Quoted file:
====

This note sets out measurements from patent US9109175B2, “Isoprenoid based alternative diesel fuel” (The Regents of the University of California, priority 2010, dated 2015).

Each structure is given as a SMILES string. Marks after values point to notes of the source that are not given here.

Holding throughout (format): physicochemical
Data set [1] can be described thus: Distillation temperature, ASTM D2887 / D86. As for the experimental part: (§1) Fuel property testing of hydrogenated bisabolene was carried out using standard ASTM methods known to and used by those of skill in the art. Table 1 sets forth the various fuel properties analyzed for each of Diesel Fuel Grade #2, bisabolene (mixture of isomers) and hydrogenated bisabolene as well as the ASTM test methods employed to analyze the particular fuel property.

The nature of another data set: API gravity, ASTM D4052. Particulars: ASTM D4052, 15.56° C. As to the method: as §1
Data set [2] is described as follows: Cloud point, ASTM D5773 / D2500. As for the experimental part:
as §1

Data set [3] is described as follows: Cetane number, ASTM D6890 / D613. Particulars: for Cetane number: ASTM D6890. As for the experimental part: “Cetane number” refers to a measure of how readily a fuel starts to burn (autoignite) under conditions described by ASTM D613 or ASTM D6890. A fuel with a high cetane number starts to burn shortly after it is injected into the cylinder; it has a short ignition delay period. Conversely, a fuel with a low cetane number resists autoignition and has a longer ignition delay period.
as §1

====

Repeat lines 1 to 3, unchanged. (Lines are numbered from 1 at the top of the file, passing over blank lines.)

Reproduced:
This note sets out measurements from patent US9109175B2, “Isoprenoid based alternative diesel fuel” (The Regents of the University of California, priority 2010, dated 2015).

Each structure is given as a SMILES string. Marks after values point to notes of the source that are not given here.

Holding throughout (format): physicochemical